Morocco Offers Details of its World Cup Bid

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The future Casablanca stadium for the 2026 Morocco bid (Wikipedia)
(WFI) With less than 12 weeks before FIFA decides where the 2026 World Cup will take place, Morocco officially presented this Saturday its bid to organize football’s global event.

At a press conference in Casablanca, the president of the Moroccan candidacy, Moulay Hafid Elalamy, gave details of his country’s plans as it attempts for the fifth time to host the World Cup.

Previously Morocco tried unsuccessfully to organize the 1994, 1998, 2006 and 2010 editions of the tournament.

"The 2026 World Cup in Morocco will benefit players, fans, FIFA, Morocco, Africa and the whole world," said a statement published earlier by the North African country.

The Moroccan bid claims that at least 60 percent of the nations that will compete at the 2026 World Cup are located within three time zones of Morocco, meaning that fans around the world can watch the games at a time that suits them.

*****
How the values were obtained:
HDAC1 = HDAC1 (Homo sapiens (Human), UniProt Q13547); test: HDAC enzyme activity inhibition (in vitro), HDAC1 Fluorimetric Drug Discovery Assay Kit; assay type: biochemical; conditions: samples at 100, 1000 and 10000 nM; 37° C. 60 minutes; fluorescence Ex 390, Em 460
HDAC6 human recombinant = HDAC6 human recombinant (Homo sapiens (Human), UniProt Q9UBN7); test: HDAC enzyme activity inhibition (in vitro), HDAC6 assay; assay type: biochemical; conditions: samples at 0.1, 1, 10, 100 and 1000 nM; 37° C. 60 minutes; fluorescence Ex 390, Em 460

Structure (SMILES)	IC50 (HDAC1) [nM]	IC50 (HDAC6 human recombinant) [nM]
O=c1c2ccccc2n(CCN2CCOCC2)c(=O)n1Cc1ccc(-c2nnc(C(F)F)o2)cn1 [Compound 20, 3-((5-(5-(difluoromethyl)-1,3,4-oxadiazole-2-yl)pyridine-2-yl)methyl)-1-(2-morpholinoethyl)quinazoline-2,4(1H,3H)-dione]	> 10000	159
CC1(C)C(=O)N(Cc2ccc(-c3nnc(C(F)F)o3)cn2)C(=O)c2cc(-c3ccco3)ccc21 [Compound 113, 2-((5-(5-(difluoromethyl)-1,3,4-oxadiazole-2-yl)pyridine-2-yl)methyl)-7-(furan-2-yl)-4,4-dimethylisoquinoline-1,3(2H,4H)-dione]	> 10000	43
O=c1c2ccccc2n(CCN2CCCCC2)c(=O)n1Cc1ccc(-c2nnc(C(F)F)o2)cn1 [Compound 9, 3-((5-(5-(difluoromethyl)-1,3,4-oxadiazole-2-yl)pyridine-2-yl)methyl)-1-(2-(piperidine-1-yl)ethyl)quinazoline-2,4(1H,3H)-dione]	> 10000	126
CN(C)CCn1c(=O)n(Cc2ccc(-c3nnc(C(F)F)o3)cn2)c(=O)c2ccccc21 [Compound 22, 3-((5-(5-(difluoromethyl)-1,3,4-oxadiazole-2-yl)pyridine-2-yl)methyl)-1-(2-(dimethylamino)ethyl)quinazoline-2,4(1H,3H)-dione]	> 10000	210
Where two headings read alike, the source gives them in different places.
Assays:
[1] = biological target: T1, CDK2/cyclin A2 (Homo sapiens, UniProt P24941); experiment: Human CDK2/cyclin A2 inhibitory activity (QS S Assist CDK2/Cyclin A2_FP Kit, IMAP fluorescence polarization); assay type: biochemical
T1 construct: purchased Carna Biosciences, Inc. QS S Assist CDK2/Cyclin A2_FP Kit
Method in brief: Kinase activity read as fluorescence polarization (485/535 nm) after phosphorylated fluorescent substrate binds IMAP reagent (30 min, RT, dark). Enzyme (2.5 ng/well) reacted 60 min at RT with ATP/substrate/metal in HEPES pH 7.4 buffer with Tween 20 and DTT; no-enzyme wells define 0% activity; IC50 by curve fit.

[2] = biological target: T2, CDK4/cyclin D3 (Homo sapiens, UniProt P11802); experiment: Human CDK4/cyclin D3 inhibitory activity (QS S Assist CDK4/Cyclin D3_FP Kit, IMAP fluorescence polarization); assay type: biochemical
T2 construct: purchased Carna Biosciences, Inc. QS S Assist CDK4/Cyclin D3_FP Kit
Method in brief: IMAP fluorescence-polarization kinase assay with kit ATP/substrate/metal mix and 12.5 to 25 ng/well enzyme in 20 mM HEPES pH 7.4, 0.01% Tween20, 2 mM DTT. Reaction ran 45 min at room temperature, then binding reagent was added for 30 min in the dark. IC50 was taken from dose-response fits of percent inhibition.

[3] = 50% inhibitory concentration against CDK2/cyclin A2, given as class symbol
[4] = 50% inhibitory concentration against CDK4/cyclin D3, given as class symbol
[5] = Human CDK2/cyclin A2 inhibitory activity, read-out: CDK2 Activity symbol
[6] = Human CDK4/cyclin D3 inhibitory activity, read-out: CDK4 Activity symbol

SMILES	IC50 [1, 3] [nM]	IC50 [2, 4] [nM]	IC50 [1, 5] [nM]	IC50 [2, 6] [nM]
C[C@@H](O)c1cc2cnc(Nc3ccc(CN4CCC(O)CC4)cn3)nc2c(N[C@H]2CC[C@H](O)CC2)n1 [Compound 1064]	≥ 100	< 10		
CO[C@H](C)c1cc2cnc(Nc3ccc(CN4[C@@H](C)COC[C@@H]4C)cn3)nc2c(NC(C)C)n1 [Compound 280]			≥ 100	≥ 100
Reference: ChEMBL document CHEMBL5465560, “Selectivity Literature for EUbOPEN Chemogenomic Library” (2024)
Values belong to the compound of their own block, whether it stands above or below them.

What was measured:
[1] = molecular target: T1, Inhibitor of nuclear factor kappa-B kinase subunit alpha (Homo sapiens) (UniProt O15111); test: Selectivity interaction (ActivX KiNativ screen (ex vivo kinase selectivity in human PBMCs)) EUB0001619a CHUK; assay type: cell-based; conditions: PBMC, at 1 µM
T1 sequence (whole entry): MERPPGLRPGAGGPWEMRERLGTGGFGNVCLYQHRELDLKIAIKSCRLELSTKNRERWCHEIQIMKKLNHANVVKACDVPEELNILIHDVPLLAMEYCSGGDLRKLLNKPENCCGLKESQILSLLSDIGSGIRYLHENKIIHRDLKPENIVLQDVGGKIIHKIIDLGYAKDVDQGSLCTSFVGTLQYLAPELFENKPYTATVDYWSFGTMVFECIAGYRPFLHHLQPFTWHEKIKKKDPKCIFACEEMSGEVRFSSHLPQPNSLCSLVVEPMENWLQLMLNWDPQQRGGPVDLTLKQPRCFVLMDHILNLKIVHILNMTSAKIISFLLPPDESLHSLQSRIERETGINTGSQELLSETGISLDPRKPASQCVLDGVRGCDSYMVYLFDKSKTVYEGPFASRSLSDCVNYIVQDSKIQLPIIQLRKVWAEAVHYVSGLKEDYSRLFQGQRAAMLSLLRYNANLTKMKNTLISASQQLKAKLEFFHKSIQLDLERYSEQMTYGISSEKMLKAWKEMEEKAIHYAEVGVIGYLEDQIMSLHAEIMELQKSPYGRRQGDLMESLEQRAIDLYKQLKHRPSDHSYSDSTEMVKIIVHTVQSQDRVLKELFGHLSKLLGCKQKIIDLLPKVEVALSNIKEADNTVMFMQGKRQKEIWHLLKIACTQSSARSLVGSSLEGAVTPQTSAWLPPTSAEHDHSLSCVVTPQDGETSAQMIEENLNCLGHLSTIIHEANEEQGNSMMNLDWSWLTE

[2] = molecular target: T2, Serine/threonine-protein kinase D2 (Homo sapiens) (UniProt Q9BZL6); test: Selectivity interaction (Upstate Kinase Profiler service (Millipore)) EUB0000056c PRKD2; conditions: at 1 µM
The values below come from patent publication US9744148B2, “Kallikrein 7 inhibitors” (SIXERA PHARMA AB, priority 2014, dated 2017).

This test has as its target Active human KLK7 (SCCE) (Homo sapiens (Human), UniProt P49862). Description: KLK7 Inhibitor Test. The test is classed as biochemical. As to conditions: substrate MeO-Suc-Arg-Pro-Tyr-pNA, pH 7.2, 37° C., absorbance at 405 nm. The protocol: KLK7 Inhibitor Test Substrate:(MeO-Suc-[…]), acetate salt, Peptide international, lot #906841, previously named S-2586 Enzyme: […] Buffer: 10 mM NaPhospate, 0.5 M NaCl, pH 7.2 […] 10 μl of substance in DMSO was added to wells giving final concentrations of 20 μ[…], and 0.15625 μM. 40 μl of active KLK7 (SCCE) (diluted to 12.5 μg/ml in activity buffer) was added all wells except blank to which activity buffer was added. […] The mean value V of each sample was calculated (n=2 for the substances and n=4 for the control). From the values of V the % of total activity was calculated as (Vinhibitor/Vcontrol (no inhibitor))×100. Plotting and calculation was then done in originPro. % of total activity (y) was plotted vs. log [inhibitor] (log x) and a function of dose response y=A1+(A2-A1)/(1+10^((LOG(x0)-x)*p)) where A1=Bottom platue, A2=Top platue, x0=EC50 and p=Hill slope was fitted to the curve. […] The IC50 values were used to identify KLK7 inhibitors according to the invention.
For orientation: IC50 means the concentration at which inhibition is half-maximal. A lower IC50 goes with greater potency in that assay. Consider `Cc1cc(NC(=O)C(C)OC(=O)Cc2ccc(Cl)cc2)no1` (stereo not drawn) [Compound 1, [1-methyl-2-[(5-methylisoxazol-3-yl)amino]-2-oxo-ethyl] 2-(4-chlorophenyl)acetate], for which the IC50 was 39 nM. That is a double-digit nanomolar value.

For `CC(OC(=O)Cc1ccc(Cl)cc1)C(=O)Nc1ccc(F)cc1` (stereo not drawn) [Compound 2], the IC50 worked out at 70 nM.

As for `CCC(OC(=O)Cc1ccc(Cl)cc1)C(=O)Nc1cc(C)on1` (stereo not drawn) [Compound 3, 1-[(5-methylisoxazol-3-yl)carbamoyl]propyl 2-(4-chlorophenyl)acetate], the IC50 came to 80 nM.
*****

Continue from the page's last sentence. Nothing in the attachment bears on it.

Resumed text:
Financially officials in charge of the bid claim that a Moroccan World Cup would need a total of $15.8 billion in investments: $9.6 billion of the budget would be allocated to what the bid calls “pre-planned” public investment while $3.2 billion would be needed for a private-sector hotel investment. 

FIFA experts are expected for an official inspection visit to Moroccan soil on April 17 as the country is competing against a joint bid from the United States, Mexico and Canada.

Morocco’s stadiums still need major improvements and others still have to be built. But according to many experts, the Moroccan candidacy has the potential to make the vote on June 13 in Moscow closer than anticipated.

The decision will be taken for the first time in history by each of the 211 countries that belong to FIFA in an open ballot system that calls for wider transparency than before. Until now the World Cup hosts were selected solely by the football’s body Executive Committee.

Morocco is also hoping that the American-led investigation into corruption practices within FIFA will deter votes from going to the North American joint bid. Furthermore the insulting comments expressed recently by U.S president Donald Trump against developing countries could also put in jeopardy votes otherwise favorable to the North American candidacy.

FIFA will make its decision on the 2026 host at its Congress on June 13 in Moscow on the eve of the opening match of the 2018 World Cup.

By INSIDER Javier Monne

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